Planting mix for containers (Google Alert / The Union)

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Google Alert – gardening

The Union – Nevada County Local News

Container gardening: Soil is king

By Carolyn Singer
» More from Carolyn Singer
12:01 a.m. PT Aug 18, 2007

Early in the summer, the deer discovered the choice selection of plants on my porch. Gone was the beautiful white Impatiens in a blue container. In the same meal, my cherished red Begonia and scarlet pineapple sage (Salvia elegans) also disappeared. I should know better. This is not the first summer the deer have enjoyed my container gardening efforts in what I thought was my “safety zone.” But gardeners are ever optimistic, and I am no exception. Fortunately, this year I also decided to use hanging baskets for a few plants. So far, the deer have decided it is not worth it to climb onto the porch (three steps), climb up on my wicker chairs and stretch to reach those choice morsels hanging over the porch railing.
One of the containers I am particularly enjoying this summer is a combination of white Impatiens and perennial Lamium maculatum ‘Pink Chablis.’ The Lamium is a hardy evergreen, so when frost kills the Impatiens, the hanging planter will still be attractive for winter.

At this stage I’m wondering if the Lamium, which is deer-resistant, is actually hiding the Impatiens. I did observe a deer looking up at the container and could only wonder what she might be thinking.

Planting mix for containers must address the needs of the particular plant. A plant needing good drainage (Sedum or Lavandula) will suffer in a mix catering to the need for quick growth in rich soil (most annual flowers and vegetables).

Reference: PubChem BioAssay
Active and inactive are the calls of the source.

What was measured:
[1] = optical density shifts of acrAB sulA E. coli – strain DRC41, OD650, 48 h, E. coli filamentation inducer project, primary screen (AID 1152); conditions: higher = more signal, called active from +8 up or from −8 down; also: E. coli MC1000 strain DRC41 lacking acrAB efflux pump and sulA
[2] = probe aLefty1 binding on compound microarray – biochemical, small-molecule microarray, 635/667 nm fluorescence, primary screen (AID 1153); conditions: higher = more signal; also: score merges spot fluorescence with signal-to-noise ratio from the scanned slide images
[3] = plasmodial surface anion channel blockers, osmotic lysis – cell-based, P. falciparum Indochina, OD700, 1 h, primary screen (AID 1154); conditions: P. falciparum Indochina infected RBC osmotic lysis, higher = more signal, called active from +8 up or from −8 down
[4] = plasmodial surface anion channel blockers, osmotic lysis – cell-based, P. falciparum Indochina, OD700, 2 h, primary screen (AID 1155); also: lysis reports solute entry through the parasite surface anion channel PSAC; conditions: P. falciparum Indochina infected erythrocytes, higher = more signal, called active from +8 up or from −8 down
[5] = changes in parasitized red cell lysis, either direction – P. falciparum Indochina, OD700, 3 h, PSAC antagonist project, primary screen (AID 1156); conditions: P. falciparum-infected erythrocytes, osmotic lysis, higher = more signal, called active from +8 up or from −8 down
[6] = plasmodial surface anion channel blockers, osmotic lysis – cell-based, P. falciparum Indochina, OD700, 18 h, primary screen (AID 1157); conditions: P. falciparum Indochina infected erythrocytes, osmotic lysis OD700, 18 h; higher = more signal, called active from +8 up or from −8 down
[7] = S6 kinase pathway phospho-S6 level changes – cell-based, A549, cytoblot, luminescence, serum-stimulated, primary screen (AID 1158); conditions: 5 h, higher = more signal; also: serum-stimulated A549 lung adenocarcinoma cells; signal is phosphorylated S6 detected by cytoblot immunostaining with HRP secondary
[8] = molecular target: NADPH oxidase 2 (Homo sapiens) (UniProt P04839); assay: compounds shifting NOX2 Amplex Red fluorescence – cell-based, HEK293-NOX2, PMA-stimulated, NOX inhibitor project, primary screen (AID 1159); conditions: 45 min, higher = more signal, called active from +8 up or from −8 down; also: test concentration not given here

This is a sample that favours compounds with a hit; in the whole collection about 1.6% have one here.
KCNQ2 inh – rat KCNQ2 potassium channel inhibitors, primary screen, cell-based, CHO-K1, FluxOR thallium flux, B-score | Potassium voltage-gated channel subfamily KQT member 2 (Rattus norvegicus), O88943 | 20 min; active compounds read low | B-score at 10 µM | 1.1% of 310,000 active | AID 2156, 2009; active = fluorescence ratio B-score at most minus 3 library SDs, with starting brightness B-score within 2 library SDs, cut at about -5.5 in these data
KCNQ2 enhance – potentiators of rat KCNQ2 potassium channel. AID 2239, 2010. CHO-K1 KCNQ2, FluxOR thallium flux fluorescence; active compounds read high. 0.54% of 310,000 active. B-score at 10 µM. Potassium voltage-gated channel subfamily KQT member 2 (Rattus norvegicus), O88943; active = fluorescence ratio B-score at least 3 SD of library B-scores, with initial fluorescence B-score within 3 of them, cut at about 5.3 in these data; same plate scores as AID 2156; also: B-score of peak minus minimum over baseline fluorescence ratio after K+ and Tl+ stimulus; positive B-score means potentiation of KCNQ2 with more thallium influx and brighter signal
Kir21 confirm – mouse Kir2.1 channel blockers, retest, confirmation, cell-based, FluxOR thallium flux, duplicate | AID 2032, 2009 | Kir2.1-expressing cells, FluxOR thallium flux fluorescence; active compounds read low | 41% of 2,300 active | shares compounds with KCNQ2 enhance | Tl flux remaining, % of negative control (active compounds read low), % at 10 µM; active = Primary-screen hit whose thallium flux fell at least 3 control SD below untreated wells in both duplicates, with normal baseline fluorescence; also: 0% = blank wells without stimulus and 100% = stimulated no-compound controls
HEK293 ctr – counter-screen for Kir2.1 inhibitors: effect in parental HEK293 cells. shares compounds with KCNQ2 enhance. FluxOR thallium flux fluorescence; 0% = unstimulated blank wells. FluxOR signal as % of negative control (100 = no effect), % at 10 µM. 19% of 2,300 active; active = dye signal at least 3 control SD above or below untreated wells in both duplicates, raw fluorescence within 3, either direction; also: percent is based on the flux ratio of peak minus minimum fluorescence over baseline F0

Similarly, a very young plant, such as a recently rooted cutting, may not survive in a planting mix that is very fertile.

I like to make my own mixes. I begin with a combination that is two parts mushroom compost to one part rice hulls. When a pile is delivered, I wet it thoroughly. A few days later, I dig into it and use a simple hand test to check for heat. Sometimes it takes a few weeks for the pile to cool. When it has, nitrogen is not as active, and the chance of damaging young plants has lessened.

One of my propagation students from a few years ago recently told me a sad story about her plants. She used a bag of potting mix, and all the young starts died. This mix may have been too high in nitrogen. If you purchase a bag of mix, wet it, and use the hand test to check for warmth.

Into five gallons of the compost base, I add four cups of organic phosphorus and one cup of oyster shell. Perlite is then added for aeration and drainage. Low-irrigation plants need more perlite, and high-irrigation plants need less. Vermiculite is the next amendment, with more used for plants expecting rich soil, and less for those preferring lean. Using a five-pound coffee can, add one measure of perlite and two measures of vermiculite per five gallons of compost for plants that need richer and moister soil. Reverse those measures for plants that prefer less water and fertility.

I add native clay soil to the mix only when I am growing plants in very large containers.

My container mix must be good. After five weeks in the protection and high humidity of my cold frame, the pineapple sage and Impatiens have recovered from the deer damage. And where are they? Back on my porch, of course. I am an optimist.


Carolyn Singer has gardened in Nevada County for 29 years. She is the owner of Foothill Cottage Gardens ( Send your garden questions and comments to

Published by

Willem Van Cotthem

Honorary Professor of Botany, University of Ghent (Belgium). Scientific Consultant for Desertification and Sustainable Development.

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